An active week is in store, with two separate systems lined up to bring some much-needed rain to the state. With these systems will come warmer temperatures, but if the long range guidance is correct, they will not last as we transition towards a more wintry regime moving into December.
A cold front is currently moving across the state, bringing below-normal temperatures in its wake for the short-term, although not as chilly as what we saw earlier this week. We should see highs in the mid 40s on Sunday and in the low to mid 40s on Monday, with lows around freezing tomorrow morning and in the upper 20s Monday morning. While there will still be some clouds around tomorrow, we will see ample sunshine through most of the day and into Monday morning before more clouds arrive Monday afternoon in advance of our duet of systems.
Tuesday morning will start out a bit below normal, with low temperatures below freezing in the hilltowns and just above freezing elsewhere. Rain will move into the state later in the morning into the afternoon associated with a system cutting well to our west. While temperatures aloft will have warmed above freezing, preventing any snowfall, it’s possible that due to the high pressure to our north, we could see some cold air damming at the surface in the northern elevated valleys resulting in a brief period of freezing rain at the onset of the system. While I don’t expect icing to be significant or widespread, and any icing that does develop should turn over to rain, I’m always wary of the low levels in a situation like this, as we’ve seen time and time again that modeling is too quick to warm the surface in a cold air damming scenario. My confidence in any icing is low, but given the impacts that it can have, I figured it was worth it to mention the possibility. Otherwise, expect rain overspreading the state throughout the morning, with up to an inch of rain expected by the time the system moves out in the wee hours of Wednesday morning.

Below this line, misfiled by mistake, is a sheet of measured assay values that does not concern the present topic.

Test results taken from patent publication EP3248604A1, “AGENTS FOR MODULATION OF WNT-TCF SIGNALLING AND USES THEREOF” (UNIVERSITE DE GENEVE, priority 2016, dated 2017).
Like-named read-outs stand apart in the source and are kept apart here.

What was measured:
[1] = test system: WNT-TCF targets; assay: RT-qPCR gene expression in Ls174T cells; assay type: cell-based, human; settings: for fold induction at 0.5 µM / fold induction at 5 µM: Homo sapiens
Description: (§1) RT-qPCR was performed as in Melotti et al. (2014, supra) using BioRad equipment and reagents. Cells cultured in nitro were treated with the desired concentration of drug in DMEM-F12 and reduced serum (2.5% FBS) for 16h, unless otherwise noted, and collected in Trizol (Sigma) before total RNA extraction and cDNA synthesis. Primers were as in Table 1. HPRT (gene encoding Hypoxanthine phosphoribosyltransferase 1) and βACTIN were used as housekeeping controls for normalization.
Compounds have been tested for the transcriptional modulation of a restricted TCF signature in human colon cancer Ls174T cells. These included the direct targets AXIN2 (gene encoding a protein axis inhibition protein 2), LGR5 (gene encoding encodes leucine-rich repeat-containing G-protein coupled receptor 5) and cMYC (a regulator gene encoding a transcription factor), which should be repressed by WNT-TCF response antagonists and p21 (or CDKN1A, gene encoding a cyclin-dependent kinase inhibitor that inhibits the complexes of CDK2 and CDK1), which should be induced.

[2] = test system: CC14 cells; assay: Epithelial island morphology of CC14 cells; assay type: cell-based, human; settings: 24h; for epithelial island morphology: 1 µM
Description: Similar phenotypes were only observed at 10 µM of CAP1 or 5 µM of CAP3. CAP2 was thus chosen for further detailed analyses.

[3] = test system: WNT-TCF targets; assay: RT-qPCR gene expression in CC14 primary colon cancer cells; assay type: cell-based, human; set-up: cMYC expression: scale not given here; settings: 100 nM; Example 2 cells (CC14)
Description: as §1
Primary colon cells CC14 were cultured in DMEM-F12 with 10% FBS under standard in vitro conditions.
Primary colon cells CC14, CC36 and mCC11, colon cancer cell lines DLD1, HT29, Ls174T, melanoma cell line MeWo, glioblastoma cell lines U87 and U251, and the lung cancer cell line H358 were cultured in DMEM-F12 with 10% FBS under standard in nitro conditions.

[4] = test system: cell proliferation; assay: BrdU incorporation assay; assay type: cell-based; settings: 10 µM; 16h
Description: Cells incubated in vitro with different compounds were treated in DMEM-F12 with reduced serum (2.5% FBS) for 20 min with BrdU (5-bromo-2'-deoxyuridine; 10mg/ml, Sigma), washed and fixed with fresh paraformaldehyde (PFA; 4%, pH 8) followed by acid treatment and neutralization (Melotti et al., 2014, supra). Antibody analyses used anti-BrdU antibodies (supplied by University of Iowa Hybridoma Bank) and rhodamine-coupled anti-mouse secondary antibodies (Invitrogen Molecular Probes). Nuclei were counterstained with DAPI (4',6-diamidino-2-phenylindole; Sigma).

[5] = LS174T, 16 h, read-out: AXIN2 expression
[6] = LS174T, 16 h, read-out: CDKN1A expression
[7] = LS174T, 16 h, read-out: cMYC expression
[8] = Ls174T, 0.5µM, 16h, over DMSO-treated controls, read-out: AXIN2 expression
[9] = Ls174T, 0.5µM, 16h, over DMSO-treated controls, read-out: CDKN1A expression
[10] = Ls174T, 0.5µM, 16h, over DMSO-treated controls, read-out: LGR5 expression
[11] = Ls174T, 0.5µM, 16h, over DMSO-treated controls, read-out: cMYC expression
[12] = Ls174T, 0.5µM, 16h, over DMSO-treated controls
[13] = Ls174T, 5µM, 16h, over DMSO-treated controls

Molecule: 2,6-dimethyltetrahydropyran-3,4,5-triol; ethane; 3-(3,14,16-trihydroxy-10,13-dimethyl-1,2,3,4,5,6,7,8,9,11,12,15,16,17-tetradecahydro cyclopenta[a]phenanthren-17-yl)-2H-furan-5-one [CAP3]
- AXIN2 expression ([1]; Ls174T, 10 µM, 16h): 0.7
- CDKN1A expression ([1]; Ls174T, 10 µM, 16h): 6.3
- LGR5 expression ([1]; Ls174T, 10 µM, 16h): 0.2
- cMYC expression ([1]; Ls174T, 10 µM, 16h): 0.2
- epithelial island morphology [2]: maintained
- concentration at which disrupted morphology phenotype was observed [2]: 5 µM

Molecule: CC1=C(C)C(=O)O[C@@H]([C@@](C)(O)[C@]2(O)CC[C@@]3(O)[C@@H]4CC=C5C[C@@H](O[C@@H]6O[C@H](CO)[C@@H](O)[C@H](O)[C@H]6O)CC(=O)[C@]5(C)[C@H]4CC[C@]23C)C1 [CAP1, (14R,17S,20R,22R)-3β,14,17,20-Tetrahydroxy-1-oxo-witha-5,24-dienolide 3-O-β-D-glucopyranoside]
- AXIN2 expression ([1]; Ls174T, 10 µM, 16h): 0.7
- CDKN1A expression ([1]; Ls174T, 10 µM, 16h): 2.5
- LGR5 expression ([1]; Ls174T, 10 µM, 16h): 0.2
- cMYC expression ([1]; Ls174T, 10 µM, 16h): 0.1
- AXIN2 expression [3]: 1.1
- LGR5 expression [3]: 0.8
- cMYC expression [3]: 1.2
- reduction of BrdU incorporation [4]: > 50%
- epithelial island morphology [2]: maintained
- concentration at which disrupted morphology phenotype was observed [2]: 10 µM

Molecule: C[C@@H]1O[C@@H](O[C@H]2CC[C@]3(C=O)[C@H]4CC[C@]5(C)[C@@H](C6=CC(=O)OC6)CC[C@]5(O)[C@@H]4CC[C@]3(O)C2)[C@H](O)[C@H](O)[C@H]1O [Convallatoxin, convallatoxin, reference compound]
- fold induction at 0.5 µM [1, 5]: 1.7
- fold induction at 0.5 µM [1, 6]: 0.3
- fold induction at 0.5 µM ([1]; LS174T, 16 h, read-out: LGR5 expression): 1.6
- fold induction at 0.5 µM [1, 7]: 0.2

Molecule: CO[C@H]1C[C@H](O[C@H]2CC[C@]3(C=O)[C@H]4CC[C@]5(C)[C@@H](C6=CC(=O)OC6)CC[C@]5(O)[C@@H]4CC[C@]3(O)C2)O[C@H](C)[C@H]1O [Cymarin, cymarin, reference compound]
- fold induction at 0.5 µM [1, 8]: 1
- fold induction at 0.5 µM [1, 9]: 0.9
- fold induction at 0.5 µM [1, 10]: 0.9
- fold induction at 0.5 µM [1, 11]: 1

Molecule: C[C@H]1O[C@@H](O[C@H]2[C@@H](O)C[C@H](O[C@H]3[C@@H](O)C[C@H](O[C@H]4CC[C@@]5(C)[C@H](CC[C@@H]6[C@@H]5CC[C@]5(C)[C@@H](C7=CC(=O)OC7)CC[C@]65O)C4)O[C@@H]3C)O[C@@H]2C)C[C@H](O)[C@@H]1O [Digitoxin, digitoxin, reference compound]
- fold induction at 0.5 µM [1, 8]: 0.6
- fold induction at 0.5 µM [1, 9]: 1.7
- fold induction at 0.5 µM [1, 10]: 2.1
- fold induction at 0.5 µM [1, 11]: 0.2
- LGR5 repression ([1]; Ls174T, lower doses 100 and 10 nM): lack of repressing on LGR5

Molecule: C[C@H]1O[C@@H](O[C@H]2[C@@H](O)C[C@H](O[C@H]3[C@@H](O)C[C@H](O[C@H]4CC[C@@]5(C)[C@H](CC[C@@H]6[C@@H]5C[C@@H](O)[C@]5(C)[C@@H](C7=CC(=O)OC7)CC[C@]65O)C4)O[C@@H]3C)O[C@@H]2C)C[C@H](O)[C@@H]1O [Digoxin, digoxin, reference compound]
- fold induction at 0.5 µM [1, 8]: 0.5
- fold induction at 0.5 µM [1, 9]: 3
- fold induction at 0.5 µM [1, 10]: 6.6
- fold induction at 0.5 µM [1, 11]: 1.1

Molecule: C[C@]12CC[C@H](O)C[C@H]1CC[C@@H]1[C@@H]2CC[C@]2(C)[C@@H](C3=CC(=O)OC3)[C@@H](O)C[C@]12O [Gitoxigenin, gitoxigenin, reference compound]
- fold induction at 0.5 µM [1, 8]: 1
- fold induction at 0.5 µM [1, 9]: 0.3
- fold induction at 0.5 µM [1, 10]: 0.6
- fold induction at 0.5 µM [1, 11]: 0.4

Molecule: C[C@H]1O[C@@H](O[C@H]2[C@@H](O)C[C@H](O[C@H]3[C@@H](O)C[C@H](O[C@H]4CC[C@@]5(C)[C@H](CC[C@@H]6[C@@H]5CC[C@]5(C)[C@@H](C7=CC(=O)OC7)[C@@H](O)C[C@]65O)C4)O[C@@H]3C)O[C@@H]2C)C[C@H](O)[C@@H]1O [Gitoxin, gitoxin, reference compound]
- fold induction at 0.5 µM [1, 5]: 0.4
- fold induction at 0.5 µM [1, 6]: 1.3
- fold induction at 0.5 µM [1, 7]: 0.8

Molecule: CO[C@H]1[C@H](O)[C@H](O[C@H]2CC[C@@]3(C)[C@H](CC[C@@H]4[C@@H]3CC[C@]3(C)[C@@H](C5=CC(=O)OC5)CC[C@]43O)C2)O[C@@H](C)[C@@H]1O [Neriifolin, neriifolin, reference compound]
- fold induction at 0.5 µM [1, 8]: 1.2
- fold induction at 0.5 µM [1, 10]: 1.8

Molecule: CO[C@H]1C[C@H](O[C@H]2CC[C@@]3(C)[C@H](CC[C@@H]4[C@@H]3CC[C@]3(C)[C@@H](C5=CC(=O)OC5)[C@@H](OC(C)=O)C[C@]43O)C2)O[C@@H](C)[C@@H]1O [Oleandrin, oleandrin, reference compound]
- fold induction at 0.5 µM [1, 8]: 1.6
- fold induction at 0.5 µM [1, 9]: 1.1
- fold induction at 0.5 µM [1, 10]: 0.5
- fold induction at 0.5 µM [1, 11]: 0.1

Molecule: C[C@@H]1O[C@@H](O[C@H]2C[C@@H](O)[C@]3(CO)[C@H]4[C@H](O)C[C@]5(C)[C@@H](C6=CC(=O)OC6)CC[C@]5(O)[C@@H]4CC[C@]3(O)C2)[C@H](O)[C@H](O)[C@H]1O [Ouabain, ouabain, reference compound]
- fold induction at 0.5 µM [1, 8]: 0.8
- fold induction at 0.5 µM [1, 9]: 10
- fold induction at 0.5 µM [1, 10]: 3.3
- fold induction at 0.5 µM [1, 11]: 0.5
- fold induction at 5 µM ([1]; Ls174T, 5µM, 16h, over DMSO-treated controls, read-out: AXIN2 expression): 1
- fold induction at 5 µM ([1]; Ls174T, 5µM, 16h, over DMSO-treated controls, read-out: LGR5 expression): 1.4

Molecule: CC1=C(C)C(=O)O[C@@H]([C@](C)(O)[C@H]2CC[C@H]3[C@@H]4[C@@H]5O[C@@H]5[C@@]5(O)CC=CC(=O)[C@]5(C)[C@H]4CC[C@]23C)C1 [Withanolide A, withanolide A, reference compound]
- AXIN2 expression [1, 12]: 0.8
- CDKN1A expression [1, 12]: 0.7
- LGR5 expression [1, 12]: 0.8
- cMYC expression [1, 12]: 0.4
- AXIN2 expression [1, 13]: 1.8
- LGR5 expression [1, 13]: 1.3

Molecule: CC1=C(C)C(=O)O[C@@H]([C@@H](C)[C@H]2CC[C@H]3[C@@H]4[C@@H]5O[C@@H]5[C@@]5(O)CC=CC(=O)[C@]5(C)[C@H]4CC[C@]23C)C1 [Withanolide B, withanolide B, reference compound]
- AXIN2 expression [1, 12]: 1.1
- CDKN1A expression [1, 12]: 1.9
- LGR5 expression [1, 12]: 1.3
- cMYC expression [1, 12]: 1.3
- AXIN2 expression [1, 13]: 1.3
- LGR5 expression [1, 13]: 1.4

We’ll see a quick break from the rain Wednesday morning, but by mid afternoon, the next wave arrives and lasts into Thursday morning. Guidance differs somewhat here, with the GFS keeping the storm weaker and more progressive compared to the Euro. The result is less rain and warmer temps if the GFS were to verify, but for our area, the only real difference is the strength of the rain, as the timing and track are relatively similar on both models, and neither solution would be cold enough for snow in our area(In northern NH and ME, different story, where the Euro brings a foot+ of snow while the GFS has a cold rain). We will see a rainy start to the day on Thursday, but it should dry out for the afternoon, with perhaps a peek of sunshine in southern areas in the last afternoon.
Here’s a great model image from the 18z GFS, valid for 1 AM Wednesday morning that illustrates the setup for this week.
The Long Range
As we move past this system, we begin to see a wholesale change in the pattern as the deck is reshuffled aloft. The EPO looks to go negative, dumping a shot of arctic cold into the west, which will then move eastward with time. In addition, it looks as though we will see strong poleward ridging develop, which favors a colder and more active look. Combine that with the blocking that we have seen in the Atlantic (AO and NAO), and you get a setup that is favorable for below normal temperatures and wintry chances. We often see a gradient pattern develop in this background state, where overrunning systems can move along the gradient and bring snow on their northern flanks. The big question is where the gradient decides to set up, and it’s way too early to speculate on where that may be, or when we may see any specific snow threat. All we can say is that it does look like we are heading towards a pattern that will allow us to see those threats as we move into December and the official start to meteorological winter. Don will be beginning his two-week outlooks around December first, with much more insight into the medium and long-range patterns, so stay tuned for more to come!
Sunday: Partly sunny, with highs in the mid 40s.
Monday: Partly cloudy, with highs in the low to mid 40s.
Tuesday: A slight chance of freezing rain, otherwise, rain likely, with highs in the upper 40s. Chance of precipitation is 90%
Wednesday: A chance of showers in the morning, then rain likely in the afternoon. Highs in the upper 40s to lower 50s. Chance of precipitation is 80%.
Thursday: Rain ending in the morning, otherwise, mostly cloudy. Highs in the mid 50s. Chance of precipitation is 70%.
Friday: Mostly sunny, with highs in the mid to upper 40s.
Have a great rest of your weekend and thank you for reading Southern Connecticut Weather!